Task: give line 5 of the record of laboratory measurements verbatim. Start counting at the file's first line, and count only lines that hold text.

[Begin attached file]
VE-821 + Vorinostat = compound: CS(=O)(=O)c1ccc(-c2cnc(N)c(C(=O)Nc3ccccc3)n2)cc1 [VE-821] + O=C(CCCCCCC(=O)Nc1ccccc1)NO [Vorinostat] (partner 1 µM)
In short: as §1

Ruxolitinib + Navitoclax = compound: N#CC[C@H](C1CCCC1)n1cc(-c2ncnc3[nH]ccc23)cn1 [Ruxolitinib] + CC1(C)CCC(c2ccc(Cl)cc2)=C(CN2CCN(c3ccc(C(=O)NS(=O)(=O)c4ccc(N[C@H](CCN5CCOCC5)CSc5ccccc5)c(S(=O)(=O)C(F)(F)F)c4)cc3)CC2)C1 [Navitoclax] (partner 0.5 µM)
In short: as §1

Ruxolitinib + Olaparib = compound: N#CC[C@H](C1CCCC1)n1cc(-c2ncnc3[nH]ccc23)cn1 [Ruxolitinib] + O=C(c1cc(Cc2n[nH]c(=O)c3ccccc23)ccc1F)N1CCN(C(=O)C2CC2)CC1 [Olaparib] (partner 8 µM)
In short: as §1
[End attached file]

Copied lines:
Ruxolitinib + Olaparib = compound: N#CC[C@H](C1CCCC1)n1cc(-c2ncnc3[nH]ccc23)cn1 [Ruxolitinib] + O=C(c1cc(Cc2n[nH]c(=O)c3ccccc23)ccc1F)N1CCN(C(=O)C2CC2)CC1 [Olaparib] (partner 8 µM)